Lung cancer mortality statistics

Deaths

Deaths from lung cancer, 2017-2019, UK

 

Proportion of all deaths

Percentage lung cancer contributes to total cancer deaths, 2017-2019, UK

 

Age

Peak rate of lung cancer deaths, 2017-2019, UK

 

Trend over time

Lung cancer mortality rates have changed differently for each sex since the early 1970s, UK

Lung cancer is the most common cause of cancer death in the UK, accounting for 21% of all cancer deaths (2017-2019).[1-4]

In females in the UK, lung cancer is the most common cause of cancer death (21% of all female cancer deaths). In males in the UK, it is the most common cause of cancer death (21% of all male cancer deaths).

46% of lung cancer deaths in the UK are in females, and 54% are in males (2017-2019).

Lung cancer mortality rates (European age-standardised Open a glossary item (AS) rates) in the UK are significantly lower in females than in males (2017-2019).

Lung cancer mortality rates (European age-standardised Open a glossary item (AS) rates) for persons are significantly higher than the UK average in Scotland, Wales and Northern Ireland, and significantly lower than the UK average in England.

For lung cancer, mortality differences between countries largely reflect differences in incidence.

Lung Cancer (C33-C34), Annual Average Number of Deaths, Crude and European Age-Standardised (AS) Mortality Rates per 100,000 Persons Population, UK, 2017-2019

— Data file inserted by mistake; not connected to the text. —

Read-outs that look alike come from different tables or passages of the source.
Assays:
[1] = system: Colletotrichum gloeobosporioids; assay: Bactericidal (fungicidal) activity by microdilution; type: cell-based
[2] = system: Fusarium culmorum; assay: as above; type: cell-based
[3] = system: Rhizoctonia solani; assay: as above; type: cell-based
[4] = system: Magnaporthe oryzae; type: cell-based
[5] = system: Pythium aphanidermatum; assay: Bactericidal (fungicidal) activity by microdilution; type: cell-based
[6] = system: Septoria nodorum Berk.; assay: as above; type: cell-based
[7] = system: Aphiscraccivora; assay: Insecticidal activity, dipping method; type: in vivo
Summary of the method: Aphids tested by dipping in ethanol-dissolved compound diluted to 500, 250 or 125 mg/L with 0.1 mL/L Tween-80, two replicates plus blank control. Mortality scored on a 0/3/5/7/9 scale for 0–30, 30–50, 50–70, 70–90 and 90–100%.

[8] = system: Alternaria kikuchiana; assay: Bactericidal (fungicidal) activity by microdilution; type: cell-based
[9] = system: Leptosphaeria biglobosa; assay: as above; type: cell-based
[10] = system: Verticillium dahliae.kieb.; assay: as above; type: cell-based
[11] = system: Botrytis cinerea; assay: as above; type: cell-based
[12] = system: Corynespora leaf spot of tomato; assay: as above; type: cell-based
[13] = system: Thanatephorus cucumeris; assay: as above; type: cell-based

England Scotland Wales Northern Ireland UK
Female Deaths 12,749 2,028 883 480 16,140
Crude Rate 45.0 72.7 55.5 50.2 48.0
AS Rate 44.6 69.2 49.5 54.4 47.3
AS Rate - 95% LCL 44.2 67.5 47.6 51.6 46.9
AS Rate - 95% UCL 45.1 71.0 51.3 57.2 47.7
Male Deaths 15,047 2,020 1,014 550 18,631
Crude Rate 54.4 76.2 65.6 59.4 56.8
AS Rate 63.6 86.3 67.7 77.0 66.0
AS Rate - 95% LCL 63.0 84.1 65.3 73.3 65.5
AS Rate - 95% UCL 64.2 88.5 70.1 80.7 66.6
Persons Deaths 27,795 4,048 1,898 1,030 34,771
Crude Rate 49.7 74.4 60.5 54.7 52.3
AS Rate 53.0 76.4 57.4 63.8 55.5
AS Rate - 95% LCL 52.6 75.0 55.9 61.5 55.1
AS Rate - 95% UCL 53.3 77.7 58.9 66.0 55.8

95% LCL and 95% UCL are the 95% lower and upper confidence limits around the AS Rate Open a glossary item

References

  1. England and Wales data were accessed from Nomis mortality statistics by underlying cause, sex and age, November 2021: Nomis mortality statistics by underlying cause, sex and age.
  2. Scotland data were provided by ISD Scotland on request, November 2021. Similar data can be found here: http://www.isdscotland.org/Health-Topics/Cancer/Publications/index.asp(link is external).
  3. Northern Ireland data were provided by the Northern Ireland Cancer Registry on request, February 2022. Similar data can be found here: http://www.qub.ac.uk/research-centres/nicr/.
  4. Population data were published by the Office for National statistics, accessed July 2020. The data can be found here: Population estimates for the UK, England and Wales, Scotland and Northern Ireland, provisional: mid-2019.

About this data

Data is for UK, 2017-2019, C33-C34.

Last reviewed: